Why Laos remains largely untapped by other companies is unclear. But Olam is hoping this will benefit the company in the future. “Laos is opening up. Globally, many corporates are more keen on palm plantations or soy beans but they’re not into coffee. Growing coffee isn’t easy.”

“I can’t answer for other corporates and why they are not looking at investing in coffee plantations in Laos but we believe the coffee investment in Laos [gives us] an advantage,” Chauhan said. “We focus on differentiating ourselves.”

Indonesian cocoa processing

In addition to the new coffee plantation in Laos, Olam is constructing a new cocoa processing facility in Indonesia.

Olam will invest $61 million in the cocoa production facility, which will have an initial capacity of 60,000 metric tonnes and begin operations in early 2016. The plant will produce cocoa butter, cocoa cake and high quality cocoa powders, using beans sourced from Olam’s traceable cocoa network of over 32,000 farmers in Indonesia.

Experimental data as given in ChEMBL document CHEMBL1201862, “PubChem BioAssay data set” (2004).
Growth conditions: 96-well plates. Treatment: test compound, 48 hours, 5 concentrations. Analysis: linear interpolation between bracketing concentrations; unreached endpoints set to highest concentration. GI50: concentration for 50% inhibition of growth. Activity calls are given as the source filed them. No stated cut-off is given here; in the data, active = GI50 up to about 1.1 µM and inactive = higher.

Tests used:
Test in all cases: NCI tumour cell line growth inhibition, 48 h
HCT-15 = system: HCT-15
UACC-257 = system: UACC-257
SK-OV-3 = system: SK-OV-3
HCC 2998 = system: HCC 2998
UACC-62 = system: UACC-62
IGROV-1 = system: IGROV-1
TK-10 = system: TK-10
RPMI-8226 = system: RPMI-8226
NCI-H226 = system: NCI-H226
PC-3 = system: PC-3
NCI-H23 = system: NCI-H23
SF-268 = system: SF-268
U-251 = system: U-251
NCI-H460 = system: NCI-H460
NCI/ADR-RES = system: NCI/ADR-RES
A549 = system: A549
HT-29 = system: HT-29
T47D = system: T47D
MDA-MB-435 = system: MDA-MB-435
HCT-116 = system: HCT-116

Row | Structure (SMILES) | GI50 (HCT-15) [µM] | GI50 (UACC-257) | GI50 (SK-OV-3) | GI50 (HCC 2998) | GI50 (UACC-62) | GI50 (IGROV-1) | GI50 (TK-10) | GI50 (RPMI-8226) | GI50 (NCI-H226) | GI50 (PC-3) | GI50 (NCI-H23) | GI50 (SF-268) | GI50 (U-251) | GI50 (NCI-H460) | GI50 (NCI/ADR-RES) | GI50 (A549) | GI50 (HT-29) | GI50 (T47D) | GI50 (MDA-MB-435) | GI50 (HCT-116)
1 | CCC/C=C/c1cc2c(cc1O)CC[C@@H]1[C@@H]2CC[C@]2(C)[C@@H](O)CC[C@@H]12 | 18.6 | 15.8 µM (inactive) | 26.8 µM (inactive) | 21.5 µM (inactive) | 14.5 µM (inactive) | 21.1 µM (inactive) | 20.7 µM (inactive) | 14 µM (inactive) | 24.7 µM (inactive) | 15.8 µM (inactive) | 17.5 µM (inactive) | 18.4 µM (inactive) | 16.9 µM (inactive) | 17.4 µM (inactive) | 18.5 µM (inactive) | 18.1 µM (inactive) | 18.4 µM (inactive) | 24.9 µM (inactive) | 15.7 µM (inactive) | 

The coffee plantation in Laos and the cocoa facility in Indonesia are both examples of how Olam is positioning itself to take advantage of  rising wealth in Southeast Asia.

“Emerging markets are certainly trailing in terms of chocolate consumption behind more traditional markets such as Europe. But as wealth grows in Asean, more and more people are consuming chocolate,” Chauhan said. “We’re leveraging the growing wealth and taste for cocoa products in these economies with [the Indonesian plant].”

In spite of the rebound in fortunes for the group, doubts remain.

Although Olam maintains that the ADM deal dovetails with the company’s business model, the group will now not meet its target to turn cash flow-positive this year, leaving some analysts worried.

Also, Olam’s debt levels remain high. Its liabilities stood at S$6.2 billion ($4.7 billion) as of September 30, compared with S$6.98 billion as of June 30. So the reaction to the ADM deal has been mixed, with Olam’s debt gearing ratio now seen bumping back up to 2.14 times from 1.85 times.